In addi­tion to wheat and pump­kins, Keskin is also plant­i­ng grapes. The light and seed­less grapes from the sul­tana vine are used for the pro­duc­tion of sul­tanas, a spe­cial type of raisins for which the Man­isa region is famous. The dif­fer­ence between raisins and sul­tanas lies only in the dry­ing method. In con­trast to raisins, sul­tanas are not dried in the sun for so long. There­fore they have a lighter skin. The lighter, the bet­ter. Some pro­duc­ers there­fore dip the grapes in a solu­tion made from potash and plant oil, which dis­solves the fine waxy lay­er on the skin and accel­er­at­ing the dry­ing process.

Pri­mar­i­ly female Kur­dish work­ers spread the har­vest­ed sul­tanas out to dry in the already-har­vest­ed wheat and pump­kin fields. After five to 10 days, the women col­lect the fruits togeth­er, which have lost around 85% of their mois­ture and shake them by the bas­ket load into sta­tion­ary siev­ing machines, which sep­a­rate the sweet har­vest from the stalks and leaves. Con­vey­or belts move the puri­fied sul­tanas onto lor­ries, where the har­vest helpers share them out with shov­els.

WITH MACHINES RATHER THAN BY HAND

Mod­ern cot­ton har­vest­ing machines are avail­able here.

While the pro­duc­tion of sul­tanas, chilli, table grapes, okra (lady’s fin­gers) and mel­ons is over­whelm­ing­ly still cared for by fam­i­ly farms, the cot­ton sec­tor is con­trolled by larg­er enter­pris­es. In the Men­e­men area, north of Izmir, lots of cot­ton is grown. The 26 year-old İlk­er İyi­u­yarlar runs a John Deere deal­er­ship with his father and uncle, as well as grow­ing 300ha of cot­ton. Pick­ing by hand, which is still wide­ly prac­tised in the cot­ton region around the town of San­li­ur­fa, 1300km fur­ther to the east, was almost com­plete­ly mech­a­nised here some years ago. Mod­ern cot­ton har­vest­ing machines are lined up ready to use on their own land, but also to do con­tract­ing work.

The cot­ton is sep­a­rat­ed from the seed in their own de-seed­ing facil­i­ty. This fetch­es, con­tin­ues İyi­u­yarlar “with piles of 28 to 30mm, good prices on the cot­ton mar­ket in Izmir.” He did not go for organ­ic farm­ing “because the stan­dards are high and start­ing this way of farm­ing would only be worth it if prices were twice as high.”

Organ­ic cot­ton farm­ing would only be worth it if prices were twice as high.

İlk­er İyi­u­yarlar

The crop rota­tion is answer­ing more to the econ­o­my than to the fer­til­i­ty of the soil. Only after five years of cot­ton is anoth­er crop plant­ed, which is gen­er­al­ly wheat. Even if İyi­u­yarlar choos­es to con­tin­ue his cur­rent grow­ing strat­e­gy, things will be chang­ing soon in terms of ener­gy sup­ply. The fam­i­ly is plan­ning to build a pho­to­volta­ic sys­tem, which will be installed onto a 1.5ha sized area of roof­ing. “With this, we will be able to take care of a large part of our own ener­gy use,” he says, look­ing for­ward to the new era.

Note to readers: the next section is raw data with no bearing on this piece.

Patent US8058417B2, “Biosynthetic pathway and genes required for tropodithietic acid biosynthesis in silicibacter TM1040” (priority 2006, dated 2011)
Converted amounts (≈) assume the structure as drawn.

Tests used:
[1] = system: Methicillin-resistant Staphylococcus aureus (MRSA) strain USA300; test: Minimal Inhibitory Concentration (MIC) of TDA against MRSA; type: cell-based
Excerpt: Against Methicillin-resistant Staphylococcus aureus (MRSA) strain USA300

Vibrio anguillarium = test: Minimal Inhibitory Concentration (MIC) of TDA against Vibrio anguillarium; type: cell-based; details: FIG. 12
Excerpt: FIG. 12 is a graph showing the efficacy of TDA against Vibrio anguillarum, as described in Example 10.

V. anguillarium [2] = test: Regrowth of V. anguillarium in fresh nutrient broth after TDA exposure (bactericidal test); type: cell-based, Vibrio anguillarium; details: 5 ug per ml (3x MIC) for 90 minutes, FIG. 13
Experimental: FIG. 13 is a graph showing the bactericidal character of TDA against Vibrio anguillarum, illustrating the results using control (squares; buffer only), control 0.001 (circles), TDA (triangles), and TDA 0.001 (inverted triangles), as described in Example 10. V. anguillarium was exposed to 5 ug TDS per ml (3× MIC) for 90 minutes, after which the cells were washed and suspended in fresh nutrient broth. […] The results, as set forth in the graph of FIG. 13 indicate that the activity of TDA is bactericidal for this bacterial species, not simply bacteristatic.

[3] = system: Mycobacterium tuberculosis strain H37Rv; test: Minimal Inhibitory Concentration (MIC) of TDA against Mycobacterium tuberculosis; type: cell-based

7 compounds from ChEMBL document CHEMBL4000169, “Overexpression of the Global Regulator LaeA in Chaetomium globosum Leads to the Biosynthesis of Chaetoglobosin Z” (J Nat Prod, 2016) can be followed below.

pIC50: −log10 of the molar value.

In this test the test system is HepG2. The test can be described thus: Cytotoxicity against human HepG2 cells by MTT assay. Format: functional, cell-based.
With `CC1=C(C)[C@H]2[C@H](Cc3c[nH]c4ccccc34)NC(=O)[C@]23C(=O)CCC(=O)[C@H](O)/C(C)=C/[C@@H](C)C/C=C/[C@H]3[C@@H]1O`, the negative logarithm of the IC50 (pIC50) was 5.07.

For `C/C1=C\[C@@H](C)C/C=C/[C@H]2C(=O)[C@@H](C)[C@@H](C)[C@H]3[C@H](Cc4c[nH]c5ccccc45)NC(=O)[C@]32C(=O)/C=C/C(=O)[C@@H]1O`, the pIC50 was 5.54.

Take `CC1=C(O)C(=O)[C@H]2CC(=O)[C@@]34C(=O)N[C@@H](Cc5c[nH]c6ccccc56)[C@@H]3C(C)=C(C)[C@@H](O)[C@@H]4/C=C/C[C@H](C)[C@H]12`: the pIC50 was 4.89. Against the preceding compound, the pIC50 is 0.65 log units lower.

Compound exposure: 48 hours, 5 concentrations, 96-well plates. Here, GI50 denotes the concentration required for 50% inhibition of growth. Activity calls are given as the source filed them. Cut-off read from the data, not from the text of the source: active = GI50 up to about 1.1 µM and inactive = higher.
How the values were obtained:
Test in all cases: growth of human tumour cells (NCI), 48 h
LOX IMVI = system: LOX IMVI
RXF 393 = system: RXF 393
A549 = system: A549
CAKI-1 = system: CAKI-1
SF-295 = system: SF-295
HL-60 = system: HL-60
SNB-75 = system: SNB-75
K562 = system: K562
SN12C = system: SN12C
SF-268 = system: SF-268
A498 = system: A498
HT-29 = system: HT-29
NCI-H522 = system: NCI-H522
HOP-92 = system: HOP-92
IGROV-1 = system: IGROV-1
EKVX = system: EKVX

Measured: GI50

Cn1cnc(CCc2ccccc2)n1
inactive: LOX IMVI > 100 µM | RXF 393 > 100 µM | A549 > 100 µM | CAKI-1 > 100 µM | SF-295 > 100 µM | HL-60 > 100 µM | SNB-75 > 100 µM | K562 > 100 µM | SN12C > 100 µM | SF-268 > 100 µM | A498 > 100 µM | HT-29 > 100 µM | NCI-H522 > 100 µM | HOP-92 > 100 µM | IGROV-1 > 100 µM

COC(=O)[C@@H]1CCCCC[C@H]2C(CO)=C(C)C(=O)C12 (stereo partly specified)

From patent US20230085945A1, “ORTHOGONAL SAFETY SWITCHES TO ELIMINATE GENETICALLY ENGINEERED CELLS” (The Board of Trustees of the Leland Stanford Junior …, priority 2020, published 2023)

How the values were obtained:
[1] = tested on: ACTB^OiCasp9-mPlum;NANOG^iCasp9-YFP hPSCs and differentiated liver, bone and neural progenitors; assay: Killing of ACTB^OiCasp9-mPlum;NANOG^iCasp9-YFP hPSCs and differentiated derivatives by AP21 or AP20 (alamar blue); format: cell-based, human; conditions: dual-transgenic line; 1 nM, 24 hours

Ambi­tious Goals

Busi­ness peo­ple such as İyi­u­yarlar ensure that agri­cul­ture pro­vides a strong eco­nom­ic sup­port for the Turk­ish nation­al econ­o­my. Near­ly 25% of all work­ers find employ­ment in the agri­cul­tur­al sec­tor, which forms almost 10% of the Gross Nation­al Prod­uct. How­ev­er, urban­i­sa­tion is also sig­nif­i­cant here: Now, almost three quar­ters of the pop­u­la­tion live in towns. Lots of small oper­a­tions do not have some­one to inher­it the farm and thus there is a very dynam­ic trend of struc­tur­al change towards larg­er com­pa­nies.

Hazel­nuts: Thriv­ing in warm weath­er

The fat­ty hazel­nut is a per­ma­nent crop cul­ti­vat­ed over many years. On some Turk­ish farms, hazel­nut fields can date back 80 to 100 years. How­ev­er, the pro­duc­tiv­i­ty of the shrubs decreas­es after 40 to 50 years, which is why many famers dig up their hazel­nut shrubs when they reach this age and plant again. The hazel­nut requires well-aired and humus-rich soil and thrives par­tic­u­lar­ly in places which are warm in the sum­mer and moist. Both the weath­er, as well as the age of the plant, the height above sea lev­el and the vari­ety all influ­ence the pro­duc­tiv­i­ty of the har­vest, which varies from between 400kg up to 3t/ha.